The American Medical Association’s (AMA) House of Delegates (HOD), at its June meeting in Chicago, IL, approved a resolution introduced by the American College of Surgeons (ACS) and other medical societies to train more professional first responders and civilian immediate responders to mass casualty events in the essential techniques of bleeding control.
The AMA resolution calls for training more police officers, firefighters, and laypeople in bleeding control and for the placement of bleeding control kits, containing tourniquets, pressure bandages, hemostatic dressings, and gloves, with first responders. These efforts will enlarge the pool of first responders who can assist victims of mass casualty events.
Delegates overwhelmingly supported the adoption of this resolution, which was introduced on the heels of the deadliest mass shooting in U.S. history at the Pulse nightclub in Orlando, FL, on June 12. “Active shooter events have occurred in 40 out of 50 states and the District of Columbia,” states the resolution, resulting in hundreds of deaths and catastrophic injuries to survivors.
Rooted in Hartford Consensus recommendations
This new AMA policy upholds the recommendations of the Hartford Consensus™. Convened by the ACS, the Hartford Consensus represents the deliberations of the Joint Committee to Create a National Policy to Enhance Survivability from Intentional Mass Casualty and Active Shooter Events. The group’s guiding principle is that “no one should die from uncontrolled bleeding.”
The Hartford Consensus calls for providing law enforcement officers with the training and equipment needed to act before emergency medical services (EMS) personnel arrive and providing EMS professionals with quicker access to the wounded. The Hartford Consensus also encourages training civilian bystanders to act as immediate responders. This element of the Hartford Consensus is at the heart of the “Stop the Bleed” campaign launched by the U.S. Department of Homeland Security through the National Security Council.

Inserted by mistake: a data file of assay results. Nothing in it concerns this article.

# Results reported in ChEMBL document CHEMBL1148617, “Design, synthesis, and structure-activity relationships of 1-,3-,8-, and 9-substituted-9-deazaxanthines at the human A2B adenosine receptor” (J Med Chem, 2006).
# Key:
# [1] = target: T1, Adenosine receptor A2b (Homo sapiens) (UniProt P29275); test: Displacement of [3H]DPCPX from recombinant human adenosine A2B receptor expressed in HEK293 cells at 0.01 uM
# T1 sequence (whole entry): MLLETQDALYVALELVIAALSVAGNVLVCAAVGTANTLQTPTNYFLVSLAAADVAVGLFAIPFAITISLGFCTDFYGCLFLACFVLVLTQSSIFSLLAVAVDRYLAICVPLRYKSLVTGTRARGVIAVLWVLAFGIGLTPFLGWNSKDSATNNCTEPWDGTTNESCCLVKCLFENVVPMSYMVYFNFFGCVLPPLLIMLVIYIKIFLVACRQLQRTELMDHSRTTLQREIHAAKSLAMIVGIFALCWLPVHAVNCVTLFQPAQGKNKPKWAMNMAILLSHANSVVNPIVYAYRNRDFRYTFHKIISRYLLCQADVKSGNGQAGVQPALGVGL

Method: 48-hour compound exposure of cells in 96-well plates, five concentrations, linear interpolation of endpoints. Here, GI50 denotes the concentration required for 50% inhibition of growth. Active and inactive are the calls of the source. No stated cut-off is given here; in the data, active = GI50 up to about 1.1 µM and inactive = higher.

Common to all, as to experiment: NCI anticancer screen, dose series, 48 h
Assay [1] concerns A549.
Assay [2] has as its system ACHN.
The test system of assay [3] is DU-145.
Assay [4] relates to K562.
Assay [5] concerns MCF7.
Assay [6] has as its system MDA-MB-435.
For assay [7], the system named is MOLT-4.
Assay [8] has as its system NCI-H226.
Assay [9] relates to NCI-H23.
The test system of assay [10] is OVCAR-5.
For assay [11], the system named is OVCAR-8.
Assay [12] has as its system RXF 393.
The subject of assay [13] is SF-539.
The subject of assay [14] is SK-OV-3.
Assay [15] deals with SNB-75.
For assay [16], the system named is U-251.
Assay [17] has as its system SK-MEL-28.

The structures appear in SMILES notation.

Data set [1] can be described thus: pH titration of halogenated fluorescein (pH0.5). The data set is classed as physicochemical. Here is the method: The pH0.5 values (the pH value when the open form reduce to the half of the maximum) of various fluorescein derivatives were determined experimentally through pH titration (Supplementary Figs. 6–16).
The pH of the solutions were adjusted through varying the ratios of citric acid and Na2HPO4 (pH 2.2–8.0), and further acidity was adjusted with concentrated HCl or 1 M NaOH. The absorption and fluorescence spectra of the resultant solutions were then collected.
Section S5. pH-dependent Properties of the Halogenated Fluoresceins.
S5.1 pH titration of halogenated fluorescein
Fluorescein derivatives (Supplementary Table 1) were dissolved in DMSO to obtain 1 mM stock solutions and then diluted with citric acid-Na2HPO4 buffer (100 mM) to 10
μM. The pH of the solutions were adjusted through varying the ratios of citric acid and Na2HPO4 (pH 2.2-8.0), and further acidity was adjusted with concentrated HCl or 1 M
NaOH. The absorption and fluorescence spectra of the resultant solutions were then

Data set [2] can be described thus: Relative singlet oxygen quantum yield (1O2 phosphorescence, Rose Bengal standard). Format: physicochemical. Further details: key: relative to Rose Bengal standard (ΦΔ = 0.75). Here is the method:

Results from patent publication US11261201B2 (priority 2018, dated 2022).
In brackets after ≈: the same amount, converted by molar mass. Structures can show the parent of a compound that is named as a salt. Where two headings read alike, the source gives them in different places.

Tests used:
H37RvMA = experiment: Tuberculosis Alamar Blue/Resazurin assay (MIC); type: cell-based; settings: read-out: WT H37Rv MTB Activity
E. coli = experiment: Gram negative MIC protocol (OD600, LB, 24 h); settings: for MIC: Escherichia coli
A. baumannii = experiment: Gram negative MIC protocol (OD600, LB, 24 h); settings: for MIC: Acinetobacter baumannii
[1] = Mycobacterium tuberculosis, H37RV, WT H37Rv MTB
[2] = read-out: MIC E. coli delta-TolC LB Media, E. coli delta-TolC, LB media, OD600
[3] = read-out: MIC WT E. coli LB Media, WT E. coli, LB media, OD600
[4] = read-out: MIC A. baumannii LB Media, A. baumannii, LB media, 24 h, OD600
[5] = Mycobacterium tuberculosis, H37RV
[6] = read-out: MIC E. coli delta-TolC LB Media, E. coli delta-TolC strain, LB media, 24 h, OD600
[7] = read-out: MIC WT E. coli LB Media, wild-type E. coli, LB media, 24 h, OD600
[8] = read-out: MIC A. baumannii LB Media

“This new policy moves this important initiative forward in terms of our development of a training program for the public, not just health care professionals, so that civilians can learn how to act as immediate responders and save lives,” said Lenworth M. Jacobs, Jr., MD, MPH, FACS, Chair of the Hartford Consensus and director of the Trauma Institute at Hartford Hospital, CT. “We already know from a national public opinion poll published in the Journal of the American College of Surgeons that members of the public are willing to be trained—along with law enforcement and emergency medical responders—to accept this important responsibility.”
Dr. Jacobs pointed out that a general public empowered to act to stop bleeding might have saved lives in the wake of the July 14 event in Nice, France, when a truck rammed into a crowd celebrating Bastille Day.
View the poll results online. More complete coverage of the AMA HOD will be published in the September issue of the Bulletin.